Getting to Yes, And

Howard Yu: How to Thrive in a World of Inevitable Copycats


Howard Yu

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Howard Yu is a professor at IMD business school and the author of “Leap: How To Thrive in a World Where Everything Can Be Copied.”

The story you start out with in the book focuses on Steinway and Sons - the best piano makers in the world - but a company that has really suffered despite being first and best.

“This idea that if your industry knowledge stay stagnant, it's almost like climbing up the mountain: everyone is trying to reach the mountain peak. If the knowledge, discipline of the industry stay stagnant sooner or later, the latecomer can reach the same height as the pioneering company. So there was no value proposition to stay unique forever. So it's this idea, how do you leap from one knowledge discipline to the next, so that you can reinvent the way a product offering is set up in the marketplace that turns out to be the fundamental principle for organization to stay on top of competition.”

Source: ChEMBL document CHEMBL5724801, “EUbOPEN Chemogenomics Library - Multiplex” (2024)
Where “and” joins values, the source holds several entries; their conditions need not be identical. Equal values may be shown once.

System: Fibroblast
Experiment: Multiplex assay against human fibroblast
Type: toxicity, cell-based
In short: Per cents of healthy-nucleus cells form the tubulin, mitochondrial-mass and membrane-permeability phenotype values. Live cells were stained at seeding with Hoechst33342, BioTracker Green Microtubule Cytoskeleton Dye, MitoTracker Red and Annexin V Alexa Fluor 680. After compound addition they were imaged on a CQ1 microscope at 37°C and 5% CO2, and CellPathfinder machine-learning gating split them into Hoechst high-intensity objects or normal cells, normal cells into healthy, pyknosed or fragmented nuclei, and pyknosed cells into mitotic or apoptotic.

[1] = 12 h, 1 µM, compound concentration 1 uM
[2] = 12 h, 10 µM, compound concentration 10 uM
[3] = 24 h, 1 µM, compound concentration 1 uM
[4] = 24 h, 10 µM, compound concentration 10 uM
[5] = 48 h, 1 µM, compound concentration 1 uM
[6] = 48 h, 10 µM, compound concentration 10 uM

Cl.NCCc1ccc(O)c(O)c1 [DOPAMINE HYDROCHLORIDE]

So sometimes a business that is first or best, also needs to be prepared to cannibalize itself in order to stay relevant or find new relevance? 

“Procter & Gamble” is a great example. They historically had been making natural soap using animal fat and vegetable oil. And around the sixties they discovered the first synthetic detergent, which ultimately becomes the Tide brand.  Now going down that path of coming up with synthetic detergent, there was a compulsive fear inside P&G, because management was fearful that it's going to destroy Ivory soap, their blockbuster brand. But then at that time, the chairman of the board, he basically said, you know, if anyone is going to destroy our natural soap business, it better be P&G.”

You also encourage companies to use AI and to not be afraid that it will kill off jobs - because it could actually make boring jobs way more creative.

“The implication is that a company should embrace AI and automate as much mundane work as possible. Then they could free up employee's attention and time to do the more creative work and so the productivity per employee probably would go up.  Companies that don’t embrace AI,  will get trapped with so much mundane work  while the customer expectation is growing, they will see the productivity per employee  go down. In fact, we have been already seeing this divergence gap widen.”

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